I have enrolled for a Coursera offering entitled Modern and Contemporary American Poetry, which will probably inspire some of my choices for the upcoming weeks. This morning, I’ve been listening to some of the thoughts on Emily Dickinson offered by the faculty of the course. Right now, I’d like to consider Dickinson’s poem number 466.
I dwell in Possibility –
A fairer House than Prose –
More numerous of Windows –
Superior – for Doors –
Of Chambers as the Cedars –
Impregnable of eye –
And for an everlasting Roof
The Gambrels of the Sky –
Of Visitors – the fairest –
For Occupation – This –
The spreading wide my narrow Hands
To gather Paradise –
In the hands of the Ivy Leaguers who are hosting the course, this poem yielded a very rich quarter hour of close reading. In the end, the group’s leader, Al Filreis, fixed himself on what he takes as the most critical word in the poem: “This” in line ten.
Certainly that pronoun, like many pronouns, is a slippery and dangerous creature. Filreis riffs enthusiastically on its possibilities. “This” could be the poem or the reading of the poem–that is, what the readers were doing just then–or the writing of poetry. He pointed out the difficulty in parsing that Dickinson created through her use of a dash at the end of line ten. Had it been a colon, then we would know with fair certainty that that “this” refers to what follows: “The spreading wide my narrow Hands/ To gather Paradise–“
But what Filreis then does is completely ignore the possibility that the dash after “This” should be read like a colon. While his other readings create interest, especially for the stripe of literary critic who believe every poem to be a composition regarding poetry, they ignore the ungrammatical nature of that final phrase if “This” is taken to refer to something other than what follows it.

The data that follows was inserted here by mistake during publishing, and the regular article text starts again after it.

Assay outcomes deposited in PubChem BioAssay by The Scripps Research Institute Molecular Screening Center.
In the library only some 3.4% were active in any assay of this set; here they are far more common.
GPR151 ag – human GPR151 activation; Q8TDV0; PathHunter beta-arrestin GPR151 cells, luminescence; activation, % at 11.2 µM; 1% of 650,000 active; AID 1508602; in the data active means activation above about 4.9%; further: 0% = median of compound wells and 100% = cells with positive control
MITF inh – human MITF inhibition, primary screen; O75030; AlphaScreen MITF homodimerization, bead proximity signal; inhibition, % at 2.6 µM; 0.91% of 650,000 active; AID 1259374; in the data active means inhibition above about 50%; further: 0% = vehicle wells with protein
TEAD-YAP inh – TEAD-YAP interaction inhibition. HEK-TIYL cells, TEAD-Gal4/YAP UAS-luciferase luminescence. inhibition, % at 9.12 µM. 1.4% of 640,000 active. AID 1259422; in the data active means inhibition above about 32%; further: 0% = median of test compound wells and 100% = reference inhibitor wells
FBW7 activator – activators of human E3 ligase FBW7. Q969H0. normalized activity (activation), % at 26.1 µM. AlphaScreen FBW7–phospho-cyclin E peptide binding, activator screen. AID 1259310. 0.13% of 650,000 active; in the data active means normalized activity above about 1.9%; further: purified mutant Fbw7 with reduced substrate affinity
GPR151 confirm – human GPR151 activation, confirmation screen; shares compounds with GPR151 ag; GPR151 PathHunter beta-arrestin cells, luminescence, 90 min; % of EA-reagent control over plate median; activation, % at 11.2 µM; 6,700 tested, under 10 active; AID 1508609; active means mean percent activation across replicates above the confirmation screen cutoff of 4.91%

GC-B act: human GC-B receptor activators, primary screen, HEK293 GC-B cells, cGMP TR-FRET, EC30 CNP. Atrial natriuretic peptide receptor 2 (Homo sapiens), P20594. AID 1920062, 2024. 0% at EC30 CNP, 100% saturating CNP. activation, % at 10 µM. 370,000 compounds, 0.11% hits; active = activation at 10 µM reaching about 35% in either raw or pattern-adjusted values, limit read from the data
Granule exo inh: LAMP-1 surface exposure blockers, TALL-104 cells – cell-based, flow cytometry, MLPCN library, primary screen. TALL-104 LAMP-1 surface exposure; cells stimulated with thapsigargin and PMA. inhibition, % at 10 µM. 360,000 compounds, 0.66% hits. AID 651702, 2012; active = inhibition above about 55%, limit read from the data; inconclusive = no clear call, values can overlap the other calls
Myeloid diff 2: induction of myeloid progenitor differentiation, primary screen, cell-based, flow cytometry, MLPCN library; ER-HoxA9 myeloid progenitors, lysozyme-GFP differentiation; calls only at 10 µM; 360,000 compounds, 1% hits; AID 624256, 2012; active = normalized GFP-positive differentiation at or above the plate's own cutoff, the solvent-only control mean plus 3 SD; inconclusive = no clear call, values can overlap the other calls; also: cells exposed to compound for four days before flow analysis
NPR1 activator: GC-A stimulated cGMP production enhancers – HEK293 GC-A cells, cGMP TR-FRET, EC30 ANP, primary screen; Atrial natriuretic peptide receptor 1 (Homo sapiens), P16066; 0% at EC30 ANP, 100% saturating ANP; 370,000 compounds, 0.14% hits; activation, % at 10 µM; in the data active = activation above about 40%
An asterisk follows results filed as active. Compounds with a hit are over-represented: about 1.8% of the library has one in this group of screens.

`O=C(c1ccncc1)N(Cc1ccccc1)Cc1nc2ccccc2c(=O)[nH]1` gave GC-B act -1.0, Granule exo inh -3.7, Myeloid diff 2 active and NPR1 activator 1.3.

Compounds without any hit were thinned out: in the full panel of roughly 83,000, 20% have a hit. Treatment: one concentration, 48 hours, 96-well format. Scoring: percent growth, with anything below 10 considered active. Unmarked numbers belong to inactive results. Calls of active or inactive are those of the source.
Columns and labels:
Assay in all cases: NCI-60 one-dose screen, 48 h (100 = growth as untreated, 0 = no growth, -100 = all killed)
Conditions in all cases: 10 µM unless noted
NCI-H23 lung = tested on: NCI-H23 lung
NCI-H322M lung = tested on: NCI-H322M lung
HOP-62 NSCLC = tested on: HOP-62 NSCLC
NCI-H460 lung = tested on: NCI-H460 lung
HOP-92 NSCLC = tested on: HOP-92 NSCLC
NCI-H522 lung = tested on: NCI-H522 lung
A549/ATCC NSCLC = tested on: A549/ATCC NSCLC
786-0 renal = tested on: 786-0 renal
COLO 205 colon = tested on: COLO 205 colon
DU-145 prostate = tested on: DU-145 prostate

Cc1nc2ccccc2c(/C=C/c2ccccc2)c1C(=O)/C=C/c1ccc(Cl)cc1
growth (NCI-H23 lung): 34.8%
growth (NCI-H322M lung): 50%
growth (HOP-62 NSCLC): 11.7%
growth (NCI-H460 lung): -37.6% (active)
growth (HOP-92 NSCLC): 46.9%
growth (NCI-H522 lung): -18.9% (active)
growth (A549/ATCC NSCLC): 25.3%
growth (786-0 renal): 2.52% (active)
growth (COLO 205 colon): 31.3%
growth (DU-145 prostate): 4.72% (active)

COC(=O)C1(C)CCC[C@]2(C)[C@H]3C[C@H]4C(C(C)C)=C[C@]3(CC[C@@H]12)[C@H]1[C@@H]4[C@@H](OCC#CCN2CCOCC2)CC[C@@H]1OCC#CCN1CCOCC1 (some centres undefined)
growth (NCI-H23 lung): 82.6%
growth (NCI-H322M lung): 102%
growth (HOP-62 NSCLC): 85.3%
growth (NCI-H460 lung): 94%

As I read this poem, I’m reminded of the constantly metaphorical nature of Biblical texts. Whatever else it is, the Bible is not primarily prosaic. How much more straight-forward would Isaiah’s oracles be had he written in that less fair house of prose? But Isaiah did not. Even the prose portions of the text–the narratives of Genesis or Matthew for example–abound with ambiguities. In Matthew 13:34
, we read
Jesus spoke all these things to the crowd in parables; he did not say anything to them without using a parable.
How much does this describe Emily Dickinson, who tells the whole truth but tells it slant? While she might be simply writing an ode on poetry, she might just as readily be relating the transcendent experience of privileging questions over answers and possibility over certainty. That sort of embrace for mystery seems to me the very heart of both meaningful religious experience and meaningful literary experience.
That final image–“spreading wide my narrow Hands to gather Paradise”–is effectively ignored in the Coursera reading, and yet its imagery suggests a far larger experience than simply the wonders of poetry. Here is the diminutive Dickinson in her relatively provincial Amhearst, staying notoriously close to home and yet spreading wide with narrow Hands to embrace a far wider world through the acceptance of possibility.